3. Peonies are so beautifully showy, as your photos so aptly show, but I didn’t know about their varied uses. I like that quote as well. I included quotes, too, but avoided several of my favorites which are also so popular, especially “The earth laughs in flowers.” 🙂 You’re blessed to have such a thoughtful friend.

    janet

    Liked by 1 person

    • It’s true, Janet. Our friend made me very happy this week. I didn’t know the uses of the peony either. It was all new to me. I love that quote about the earth laughing in flowers. Wonderful!

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  4. What a terrific idea Patti to follow the flower’s journey! And what a gorgeous specimen you chose for the exercise. An excellent test for the new lens which has passed admirably :-). Hope the eye infection is disappearing fast.

    Liked by 1 person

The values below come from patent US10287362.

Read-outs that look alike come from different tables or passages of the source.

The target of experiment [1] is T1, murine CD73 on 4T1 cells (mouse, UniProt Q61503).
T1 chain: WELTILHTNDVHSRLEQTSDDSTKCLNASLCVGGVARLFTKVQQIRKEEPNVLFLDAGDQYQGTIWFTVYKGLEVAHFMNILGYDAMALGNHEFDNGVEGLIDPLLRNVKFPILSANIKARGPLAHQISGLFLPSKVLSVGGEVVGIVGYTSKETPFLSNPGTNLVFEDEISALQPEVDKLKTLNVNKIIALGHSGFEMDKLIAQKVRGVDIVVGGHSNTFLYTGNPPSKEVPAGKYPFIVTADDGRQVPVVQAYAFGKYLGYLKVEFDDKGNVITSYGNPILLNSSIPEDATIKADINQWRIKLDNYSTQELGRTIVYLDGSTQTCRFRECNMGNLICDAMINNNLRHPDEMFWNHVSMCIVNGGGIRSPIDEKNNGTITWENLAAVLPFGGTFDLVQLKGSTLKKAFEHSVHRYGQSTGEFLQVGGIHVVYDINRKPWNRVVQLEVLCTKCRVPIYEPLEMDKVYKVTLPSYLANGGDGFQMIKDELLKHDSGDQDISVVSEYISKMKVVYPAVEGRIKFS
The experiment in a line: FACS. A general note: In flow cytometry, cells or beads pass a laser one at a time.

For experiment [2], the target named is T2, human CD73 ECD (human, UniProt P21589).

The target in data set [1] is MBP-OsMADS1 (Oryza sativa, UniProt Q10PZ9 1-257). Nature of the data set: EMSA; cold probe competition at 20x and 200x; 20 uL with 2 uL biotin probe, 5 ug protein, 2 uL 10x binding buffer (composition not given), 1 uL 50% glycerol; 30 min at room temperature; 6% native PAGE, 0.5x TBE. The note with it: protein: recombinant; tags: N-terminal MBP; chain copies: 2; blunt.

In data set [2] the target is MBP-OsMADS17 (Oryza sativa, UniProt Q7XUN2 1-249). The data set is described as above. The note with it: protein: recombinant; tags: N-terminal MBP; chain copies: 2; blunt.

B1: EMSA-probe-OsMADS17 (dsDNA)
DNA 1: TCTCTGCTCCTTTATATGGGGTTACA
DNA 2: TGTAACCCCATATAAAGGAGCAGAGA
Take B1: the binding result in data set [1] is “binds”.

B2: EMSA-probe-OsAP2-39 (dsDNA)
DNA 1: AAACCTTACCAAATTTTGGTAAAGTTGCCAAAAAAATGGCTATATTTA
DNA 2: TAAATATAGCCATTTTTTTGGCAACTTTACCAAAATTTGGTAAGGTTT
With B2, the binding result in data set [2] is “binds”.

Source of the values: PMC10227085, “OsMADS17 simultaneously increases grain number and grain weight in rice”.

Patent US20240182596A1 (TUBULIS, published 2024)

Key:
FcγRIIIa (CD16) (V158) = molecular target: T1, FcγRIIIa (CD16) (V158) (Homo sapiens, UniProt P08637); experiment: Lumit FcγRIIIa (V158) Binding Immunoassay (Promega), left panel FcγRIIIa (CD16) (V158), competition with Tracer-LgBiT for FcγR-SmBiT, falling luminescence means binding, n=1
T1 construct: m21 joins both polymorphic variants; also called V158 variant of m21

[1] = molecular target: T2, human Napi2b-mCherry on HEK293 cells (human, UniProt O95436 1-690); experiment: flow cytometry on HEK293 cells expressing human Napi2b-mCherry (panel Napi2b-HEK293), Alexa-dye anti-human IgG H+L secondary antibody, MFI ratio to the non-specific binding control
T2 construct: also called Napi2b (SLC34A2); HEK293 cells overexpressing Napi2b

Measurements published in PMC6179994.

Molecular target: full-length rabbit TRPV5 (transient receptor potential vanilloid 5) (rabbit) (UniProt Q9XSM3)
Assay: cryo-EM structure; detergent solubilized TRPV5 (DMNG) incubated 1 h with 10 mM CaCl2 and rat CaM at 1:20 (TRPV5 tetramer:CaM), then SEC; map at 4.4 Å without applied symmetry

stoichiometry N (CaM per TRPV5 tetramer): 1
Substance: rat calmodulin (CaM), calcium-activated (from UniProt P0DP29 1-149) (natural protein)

• Thanks, Tina–on all accounts! And yes, the eye infection is clearing up. 😊. I guess you can see how much I love peonies. They are extravagant and dramatic. I am so grateful that our friend shared some with us! Take care and be well.

      Liked by 1 person

  5. I love the way you support your posts with such apposite quotations. And this week-long study is a real lesson in Slow Living, which is something we’ve all been learning to practice, and should continue with once this pandemic is (we hope) a distant and unsatisfactory memory.

    Liked by 1 person

    • I love that, Margaret! Slow Living. It’s exactly what I was thinking. I hope we can continue it even as we open up. It’s a wonderful lesson in being present in the moment, in the day. A valuable lesson.

      Liked by 1 person